This debate come and go every year when the dismal pass rates of our secondary and primary school students are announced. This year, this same debate came with a twist. The guardian newspaper reported recently that the Deputy Minister for Education and Vocational Training Philipo Mulugo and the government of Tanzania are in the process of drafting a new policy to make Kiswahili the language of instruction in both primary and secondary schools in Tanzania.
It is indeed true that the current system is not working. Everyone agrees with this premise. To make this situation worse, there is no ideal solution to the problem. This problem is so complex and multi-faceted.
While I see the value of a Kiswahili only model in improving students’ scores and comprehension for all the subjects matter, I fear that this new system will only perpetuate the already existing stratified education system in Tanzania between the very few “ the haves” and the majority of the “have-nots”. The “haves” will continue to send their children to English Medium Schools while the poor will be stuck with the Swahili only schools, creating a country of masters and slaves in the not too far future. If we are not already there?
Is this what we really want?
the path to improving the system relies on a strengthened bilingual education system model. A strengthened bilingual education system model will put enough resources to colleges to be able to teach teachers the current research based teaching methods which will not only benefit educators but, students as well. To provide professional development opportunities for teachers by improving their working conditions, to pay them a livable wage, and to attract more people to become teachers. Furthermore, to encintivise the good teachers to stay in the profession for a long enough time for them to become competent and efficient educators. Without those kinds of incentives, the change of language of instruction alone will not yield anything worthwhile.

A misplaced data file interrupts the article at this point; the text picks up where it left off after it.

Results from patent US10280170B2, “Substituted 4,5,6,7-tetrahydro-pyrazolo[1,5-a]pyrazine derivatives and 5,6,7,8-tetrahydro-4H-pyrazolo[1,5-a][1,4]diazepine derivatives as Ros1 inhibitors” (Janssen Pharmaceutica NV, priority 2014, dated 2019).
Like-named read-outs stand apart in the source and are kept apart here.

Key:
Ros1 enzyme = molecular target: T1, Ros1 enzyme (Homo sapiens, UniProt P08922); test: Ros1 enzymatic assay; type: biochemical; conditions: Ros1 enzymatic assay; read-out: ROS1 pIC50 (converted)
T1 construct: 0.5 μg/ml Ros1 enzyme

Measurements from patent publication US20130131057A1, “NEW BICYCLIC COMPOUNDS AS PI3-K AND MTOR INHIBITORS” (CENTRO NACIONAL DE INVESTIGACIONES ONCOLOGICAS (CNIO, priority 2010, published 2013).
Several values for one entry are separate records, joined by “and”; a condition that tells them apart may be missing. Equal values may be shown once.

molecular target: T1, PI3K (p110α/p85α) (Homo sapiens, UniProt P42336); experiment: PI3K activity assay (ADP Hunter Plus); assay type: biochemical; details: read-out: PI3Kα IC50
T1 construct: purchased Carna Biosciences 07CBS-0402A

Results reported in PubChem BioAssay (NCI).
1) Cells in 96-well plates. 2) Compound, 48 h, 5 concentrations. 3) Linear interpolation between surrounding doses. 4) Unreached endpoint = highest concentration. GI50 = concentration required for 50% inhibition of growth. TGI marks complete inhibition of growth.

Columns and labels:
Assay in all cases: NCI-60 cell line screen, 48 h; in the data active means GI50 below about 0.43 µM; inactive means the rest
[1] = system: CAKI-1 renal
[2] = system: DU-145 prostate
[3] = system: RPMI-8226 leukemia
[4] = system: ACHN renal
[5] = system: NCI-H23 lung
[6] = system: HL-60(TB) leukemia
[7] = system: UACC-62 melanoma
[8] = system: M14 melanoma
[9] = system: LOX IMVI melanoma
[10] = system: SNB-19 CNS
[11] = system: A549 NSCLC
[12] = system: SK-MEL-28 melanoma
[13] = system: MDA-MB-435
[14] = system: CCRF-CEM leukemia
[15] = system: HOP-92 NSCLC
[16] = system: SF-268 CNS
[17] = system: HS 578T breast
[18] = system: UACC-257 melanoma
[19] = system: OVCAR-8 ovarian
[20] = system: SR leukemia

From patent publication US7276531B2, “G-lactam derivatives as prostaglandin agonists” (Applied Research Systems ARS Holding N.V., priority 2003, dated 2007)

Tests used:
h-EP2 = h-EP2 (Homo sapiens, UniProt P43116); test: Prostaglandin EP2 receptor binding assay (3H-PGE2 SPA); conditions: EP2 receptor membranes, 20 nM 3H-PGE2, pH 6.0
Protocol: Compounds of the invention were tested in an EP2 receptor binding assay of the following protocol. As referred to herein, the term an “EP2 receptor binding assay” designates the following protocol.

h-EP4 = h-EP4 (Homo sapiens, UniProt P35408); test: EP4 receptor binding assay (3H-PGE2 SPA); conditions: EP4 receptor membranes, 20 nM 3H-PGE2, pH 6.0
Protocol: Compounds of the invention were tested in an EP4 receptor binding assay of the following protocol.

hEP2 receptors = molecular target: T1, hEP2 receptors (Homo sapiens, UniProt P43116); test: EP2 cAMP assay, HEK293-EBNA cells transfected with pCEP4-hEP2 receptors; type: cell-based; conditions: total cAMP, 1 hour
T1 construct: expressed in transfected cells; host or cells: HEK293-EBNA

The argument that changing just the language of instruction will yield the desired results is flawed. Don’t we already have English teachers in these schools? Why then are the students not learning English proficiently?The problem impacting the education system in Tanzania is not largely due to the language of instruction. If that was the case, we would see a huge pass rate in primary schools where mostly everything is taught in Kiswahili. The TWAWEZA report on this matter last year point to the contrary. Kids are not learning anything worthwhile in primary school either.
Resources needs to be improved, from teacher quality, the teaching environment, and to teaching tools.
I realize that there is a huge difference between learning English and being taught in English. Switching just the language of instruction will not be the solution to the massive failure rates in both primary and secondary schools. The problem is deeper than that. Huge systematic and policy changes need to happen before we see a real and meaningful uptick in the pass rates. Maybe pairing our existing teachers with teachers from abroad over a long time “ten years” could be something to be explored. The East Asian countries used this model and they are doing very well. Maybe we can learn from them this time around.